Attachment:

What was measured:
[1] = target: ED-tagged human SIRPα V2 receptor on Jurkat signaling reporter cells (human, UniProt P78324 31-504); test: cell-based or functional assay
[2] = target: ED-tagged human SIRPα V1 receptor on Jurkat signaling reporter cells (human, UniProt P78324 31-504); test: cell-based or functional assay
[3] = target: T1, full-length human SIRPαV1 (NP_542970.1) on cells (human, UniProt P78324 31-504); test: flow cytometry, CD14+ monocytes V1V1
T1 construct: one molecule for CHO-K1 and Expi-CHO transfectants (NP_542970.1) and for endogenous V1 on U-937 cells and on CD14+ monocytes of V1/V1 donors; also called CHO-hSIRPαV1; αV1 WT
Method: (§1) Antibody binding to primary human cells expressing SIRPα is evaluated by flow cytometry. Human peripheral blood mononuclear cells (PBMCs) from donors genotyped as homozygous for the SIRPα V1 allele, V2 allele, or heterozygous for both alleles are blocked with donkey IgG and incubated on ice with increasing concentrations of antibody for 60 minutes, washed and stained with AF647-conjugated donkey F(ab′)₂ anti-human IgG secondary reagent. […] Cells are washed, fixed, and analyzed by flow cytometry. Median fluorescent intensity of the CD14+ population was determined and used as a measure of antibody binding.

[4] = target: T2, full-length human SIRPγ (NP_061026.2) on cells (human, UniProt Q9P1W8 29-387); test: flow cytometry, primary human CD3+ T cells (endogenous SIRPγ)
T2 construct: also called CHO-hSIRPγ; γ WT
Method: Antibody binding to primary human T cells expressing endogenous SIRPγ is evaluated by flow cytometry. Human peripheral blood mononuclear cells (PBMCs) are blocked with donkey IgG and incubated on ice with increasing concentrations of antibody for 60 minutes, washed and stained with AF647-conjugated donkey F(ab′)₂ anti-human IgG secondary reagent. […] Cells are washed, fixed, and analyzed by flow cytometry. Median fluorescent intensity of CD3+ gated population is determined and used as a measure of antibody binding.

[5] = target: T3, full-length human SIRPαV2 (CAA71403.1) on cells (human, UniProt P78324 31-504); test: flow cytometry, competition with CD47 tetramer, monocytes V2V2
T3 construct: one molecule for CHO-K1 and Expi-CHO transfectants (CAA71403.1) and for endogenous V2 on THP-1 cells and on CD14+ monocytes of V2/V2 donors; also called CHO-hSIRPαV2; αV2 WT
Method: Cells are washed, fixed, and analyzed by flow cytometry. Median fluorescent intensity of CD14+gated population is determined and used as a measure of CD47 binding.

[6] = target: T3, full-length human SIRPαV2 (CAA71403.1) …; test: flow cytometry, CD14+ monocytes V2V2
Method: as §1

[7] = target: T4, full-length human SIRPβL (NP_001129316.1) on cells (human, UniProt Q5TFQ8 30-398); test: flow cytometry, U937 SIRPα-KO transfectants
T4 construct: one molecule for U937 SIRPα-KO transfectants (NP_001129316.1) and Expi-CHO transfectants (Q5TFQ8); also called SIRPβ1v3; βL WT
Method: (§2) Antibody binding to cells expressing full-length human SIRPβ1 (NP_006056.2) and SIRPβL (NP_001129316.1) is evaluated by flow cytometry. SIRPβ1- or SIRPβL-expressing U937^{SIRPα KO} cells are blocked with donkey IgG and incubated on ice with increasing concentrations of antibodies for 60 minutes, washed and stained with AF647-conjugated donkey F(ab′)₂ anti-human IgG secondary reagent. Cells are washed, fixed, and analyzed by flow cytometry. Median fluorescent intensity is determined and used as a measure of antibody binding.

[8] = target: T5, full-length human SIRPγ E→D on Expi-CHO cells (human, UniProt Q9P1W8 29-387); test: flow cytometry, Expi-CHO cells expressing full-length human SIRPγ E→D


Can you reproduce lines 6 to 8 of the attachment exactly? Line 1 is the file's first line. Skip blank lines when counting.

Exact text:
Method: (§1) Antibody binding to primary human cells expressing SIRPα is evaluated by flow cytometry. Human peripheral blood mononuclear cells (PBMCs) from donors genotyped as homozygous for the SIRPα V1 allele, V2 allele, or heterozygous for both alleles are blocked with donkey IgG and incubated on ice with increasing concentrations of antibody for 60 minutes, washed and stained with AF647-conjugated donkey F(ab′)₂ anti-human IgG secondary reagent. […] Cells are washed, fixed, and analyzed by flow cytometry. Median fluorescent intensity of the CD14+ population was determined and used as a measure of antibody binding.

[4] = target: T2, full-length human SIRPγ (NP_061026.2) on cells (human, UniProt Q9P1W8 29-387); test: flow cytometry, primary human CD3+ T cells (endogenous SIRPγ)
T2 construct: also called CHO-hSIRPγ; γ WT